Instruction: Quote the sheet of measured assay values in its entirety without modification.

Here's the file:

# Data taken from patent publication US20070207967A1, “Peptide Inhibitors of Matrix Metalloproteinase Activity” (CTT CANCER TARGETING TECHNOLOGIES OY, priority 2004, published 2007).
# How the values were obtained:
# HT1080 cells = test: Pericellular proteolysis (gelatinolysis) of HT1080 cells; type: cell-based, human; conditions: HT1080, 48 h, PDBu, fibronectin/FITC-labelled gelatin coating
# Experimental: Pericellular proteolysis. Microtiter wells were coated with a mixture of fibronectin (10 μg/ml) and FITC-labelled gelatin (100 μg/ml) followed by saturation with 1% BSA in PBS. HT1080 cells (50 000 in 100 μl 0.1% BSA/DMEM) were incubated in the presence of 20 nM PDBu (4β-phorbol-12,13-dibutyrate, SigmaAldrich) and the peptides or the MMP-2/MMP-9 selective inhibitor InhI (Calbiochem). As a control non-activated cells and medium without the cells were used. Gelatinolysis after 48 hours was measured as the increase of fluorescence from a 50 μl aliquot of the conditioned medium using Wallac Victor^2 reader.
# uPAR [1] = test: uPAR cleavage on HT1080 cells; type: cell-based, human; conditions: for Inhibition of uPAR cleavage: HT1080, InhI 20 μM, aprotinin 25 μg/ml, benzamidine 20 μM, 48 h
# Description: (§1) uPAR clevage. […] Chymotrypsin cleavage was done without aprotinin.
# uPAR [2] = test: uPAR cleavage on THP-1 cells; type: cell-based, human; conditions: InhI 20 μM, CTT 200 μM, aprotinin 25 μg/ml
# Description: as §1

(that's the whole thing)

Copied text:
# Data taken from patent publication US20070207967A1, “Peptide Inhibitors of Matrix Metalloproteinase Activity” (CTT CANCER TARGETING TECHNOLOGIES OY, priority 2004, published 2007).
# How the values were obtained:
# HT1080 cells = test: Pericellular proteolysis (gelatinolysis) of HT1080 cells; type: cell-based, human; conditions: HT1080, 48 h, PDBu, fibronectin/FITC-labelled gelatin coating
# Experimental: Pericellular proteolysis. Microtiter wells were coated with a mixture of fibronectin (10 μg/ml) and FITC-labelled gelatin (100 μg/ml) followed by saturation with 1% BSA in PBS. HT1080 cells (50 000 in 100 μl 0.1% BSA/DMEM) were incubated in the presence of 20 nM PDBu (4β-phorbol-12,13-dibutyrate, SigmaAldrich) and the peptides or the MMP-2/MMP-9 selective inhibitor InhI (Calbiochem). As a control non-activated cells and medium without the cells were used. Gelatinolysis after 48 hours was measured as the increase of fluorescence from a 50 μl aliquot of the conditioned medium using Wallac Victor^2 reader.
# uPAR [1] = test: uPAR cleavage on HT1080 cells; type: cell-based, human; conditions: for Inhibition of uPAR cleavage: HT1080, InhI 20 μM, aprotinin 25 μg/ml, benzamidine 20 μM, 48 h
# Description: (§1) uPAR clevage. […] Chymotrypsin cleavage was done without aprotinin.
# uPAR [2] = test: uPAR cleavage on THP-1 cells; type: cell-based, human; conditions: InhI 20 μM, CTT 200 μM, aprotinin 25 μg/ml
# Description: as §1